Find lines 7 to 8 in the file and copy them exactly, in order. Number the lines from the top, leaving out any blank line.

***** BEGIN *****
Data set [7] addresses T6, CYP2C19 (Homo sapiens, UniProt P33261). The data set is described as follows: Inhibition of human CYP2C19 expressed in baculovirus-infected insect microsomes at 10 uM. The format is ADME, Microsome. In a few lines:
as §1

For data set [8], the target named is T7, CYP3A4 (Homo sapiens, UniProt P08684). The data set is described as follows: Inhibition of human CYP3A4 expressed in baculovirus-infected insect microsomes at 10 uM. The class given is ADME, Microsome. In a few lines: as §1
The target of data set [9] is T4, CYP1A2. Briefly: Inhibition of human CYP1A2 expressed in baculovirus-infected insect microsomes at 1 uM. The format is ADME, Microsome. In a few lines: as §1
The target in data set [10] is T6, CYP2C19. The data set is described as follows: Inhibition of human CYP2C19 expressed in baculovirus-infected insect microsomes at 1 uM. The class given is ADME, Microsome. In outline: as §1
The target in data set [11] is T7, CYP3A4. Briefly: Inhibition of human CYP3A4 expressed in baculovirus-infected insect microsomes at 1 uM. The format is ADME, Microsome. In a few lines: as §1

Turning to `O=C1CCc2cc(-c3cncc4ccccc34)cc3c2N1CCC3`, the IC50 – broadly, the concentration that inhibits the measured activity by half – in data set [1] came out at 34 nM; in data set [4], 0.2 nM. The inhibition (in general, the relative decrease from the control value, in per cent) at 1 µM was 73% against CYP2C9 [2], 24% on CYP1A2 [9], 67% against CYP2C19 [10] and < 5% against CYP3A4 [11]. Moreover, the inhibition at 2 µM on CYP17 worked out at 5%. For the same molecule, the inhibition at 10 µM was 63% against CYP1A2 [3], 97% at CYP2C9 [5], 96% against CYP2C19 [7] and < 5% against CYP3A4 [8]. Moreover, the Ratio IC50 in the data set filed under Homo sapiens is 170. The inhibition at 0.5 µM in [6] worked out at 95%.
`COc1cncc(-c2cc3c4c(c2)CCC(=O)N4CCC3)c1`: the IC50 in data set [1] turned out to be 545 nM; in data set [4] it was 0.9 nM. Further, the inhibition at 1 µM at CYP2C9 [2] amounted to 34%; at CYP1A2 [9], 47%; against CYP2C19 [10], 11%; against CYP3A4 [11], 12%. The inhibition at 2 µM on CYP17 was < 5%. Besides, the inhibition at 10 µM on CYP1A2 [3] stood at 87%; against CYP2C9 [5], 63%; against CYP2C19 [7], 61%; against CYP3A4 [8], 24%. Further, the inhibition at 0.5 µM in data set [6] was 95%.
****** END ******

Turning to `O=C1CCc2cc(-c3cncc4ccccc34)cc3c2N1CCC3`, the IC50 – broadly, the concentration that inhibits the measured activity by half – in data set [1] came out at 34 nM; in data set [4], 0.2 nM. The inhibition (in general, the relative decrease from the control value, in per cent) at 1 µM was 73% against CYP2C9 [2], 24% on CYP1A2 [9], 67% against CYP2C19 [10] and < 5% against CYP3A4 [11]. Moreover, the inhibition at 2 µM on CYP17 worked out at 5%. For the same molecule, the inhibition at 10 µM was 63% against CYP1A2 [3], 97% at CYP2C9 [5], 96% against CYP2C19 [7] and < 5% against CYP3A4 [8]. Moreover, the Ratio IC50 in the data set filed under Homo sapiens is 170. The inhibition at 0.5 µM in [6] worked out at 95%.
`COc1cncc(-c2cc3c4c(c2)CCC(=O)N4CCC3)c1`: the IC50 in data set [1] turned out to be 545 nM; in data set [4] it was 0.9 nM. Further, the inhibition at 1 µM at CYP2C9 [2] amounted to 34%; at CYP1A2 [9], 47%; against CYP2C19 [10], 11%; against CYP3A4 [11], 12%. The inhibition at 2 µM on CYP17 was < 5%. Besides, the inhibition at 10 µM on CYP1A2 [3] stood at 87%; against CYP2C9 [5], 63%; against CYP2C19 [7], 61%; against CYP3A4 [8], 24%. Further, the inhibition at 0.5 µM in data set [6] was 95%.